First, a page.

This Salon article, by a young Episcopal priestess educated at Yale Divinity School, helps fill in the background to the Gene Robinson affair: So A Priest Walks Into A Bar. She’s coy and she tries to be cute, but she presents an attitude rather clearly:
But of course these men don’t want to know if I can have sex within a the confines of matrimony. What they really want to know is whether I can have sex now. And that’s a lot, um, stickier. While young Christians have recently started questioning the theology and practicality of blanket prohibitions on premarital sex, we young clerics are usually bound by traditional mores a lot longer than our lay brothers and sisters. I happen to be a traditionalist on this score (right, what else is she going to say in an article her parishioners might read?), but I would also support any priest who pushed the envelope a bit …
My present strategy, then, is ambiguity … Yet, on second thought, does the church’s current failure to act really have to mean no action for me?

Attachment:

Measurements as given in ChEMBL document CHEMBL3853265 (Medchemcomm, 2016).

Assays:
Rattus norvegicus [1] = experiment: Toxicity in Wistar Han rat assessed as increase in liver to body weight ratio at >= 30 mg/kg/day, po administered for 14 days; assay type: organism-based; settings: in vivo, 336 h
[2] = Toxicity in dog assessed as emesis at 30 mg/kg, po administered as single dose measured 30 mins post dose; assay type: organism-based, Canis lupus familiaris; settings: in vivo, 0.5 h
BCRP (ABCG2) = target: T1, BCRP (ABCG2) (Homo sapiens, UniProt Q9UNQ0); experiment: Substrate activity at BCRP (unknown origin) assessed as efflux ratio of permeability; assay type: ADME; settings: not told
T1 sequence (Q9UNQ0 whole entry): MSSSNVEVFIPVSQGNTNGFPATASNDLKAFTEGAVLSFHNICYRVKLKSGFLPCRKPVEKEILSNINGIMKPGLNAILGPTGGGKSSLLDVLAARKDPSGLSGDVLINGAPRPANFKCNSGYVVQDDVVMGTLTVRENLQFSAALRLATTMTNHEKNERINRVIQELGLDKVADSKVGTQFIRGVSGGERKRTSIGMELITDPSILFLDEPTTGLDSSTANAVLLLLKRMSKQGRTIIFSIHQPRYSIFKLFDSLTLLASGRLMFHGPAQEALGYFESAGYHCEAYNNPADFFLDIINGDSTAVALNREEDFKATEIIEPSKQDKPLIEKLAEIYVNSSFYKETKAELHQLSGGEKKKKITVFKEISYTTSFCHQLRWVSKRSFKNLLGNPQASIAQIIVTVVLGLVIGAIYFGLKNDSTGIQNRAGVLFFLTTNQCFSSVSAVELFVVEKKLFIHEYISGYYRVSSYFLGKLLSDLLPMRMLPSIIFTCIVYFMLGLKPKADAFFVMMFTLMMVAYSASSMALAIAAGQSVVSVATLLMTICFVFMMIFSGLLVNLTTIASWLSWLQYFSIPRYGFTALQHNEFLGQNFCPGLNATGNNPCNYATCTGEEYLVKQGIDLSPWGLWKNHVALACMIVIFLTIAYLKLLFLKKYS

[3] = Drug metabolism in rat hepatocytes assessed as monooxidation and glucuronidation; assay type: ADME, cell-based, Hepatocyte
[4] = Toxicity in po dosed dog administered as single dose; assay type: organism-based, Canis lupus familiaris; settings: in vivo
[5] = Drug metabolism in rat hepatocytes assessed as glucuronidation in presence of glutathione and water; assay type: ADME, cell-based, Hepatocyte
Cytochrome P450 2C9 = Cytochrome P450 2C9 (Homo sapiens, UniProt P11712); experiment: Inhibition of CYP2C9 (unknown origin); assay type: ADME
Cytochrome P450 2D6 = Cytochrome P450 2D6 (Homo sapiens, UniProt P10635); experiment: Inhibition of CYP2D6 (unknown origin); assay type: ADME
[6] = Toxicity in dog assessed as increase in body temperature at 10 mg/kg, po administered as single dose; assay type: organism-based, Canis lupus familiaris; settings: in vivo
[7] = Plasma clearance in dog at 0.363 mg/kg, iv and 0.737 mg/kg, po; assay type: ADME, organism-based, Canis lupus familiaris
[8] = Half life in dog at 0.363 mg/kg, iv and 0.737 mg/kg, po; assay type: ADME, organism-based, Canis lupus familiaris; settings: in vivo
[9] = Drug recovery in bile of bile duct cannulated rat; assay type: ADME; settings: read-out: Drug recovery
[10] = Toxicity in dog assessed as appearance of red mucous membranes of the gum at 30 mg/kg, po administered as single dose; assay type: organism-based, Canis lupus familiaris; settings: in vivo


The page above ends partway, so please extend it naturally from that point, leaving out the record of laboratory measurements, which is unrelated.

On the view the Reverend Astrid Storm presents the priesthood is like any other job, being a social worker for example, and the authority of current standards, including self-fulfillment as the highest good, is taken for granted. The point is making things as satisfying as possible for everyone involved, just as they are right now. What else is possible on the current therapeutic view that puts everything on the same level and takes the self-defined experience and needs of the individual as fundamental? Once that view is granted, though, a man who leaves his wife and children, the better to “live into” the homosexual lifestyle, truly becomes a prophetic model for us all. Which is what the Episcopalians just decided in Minneapolis.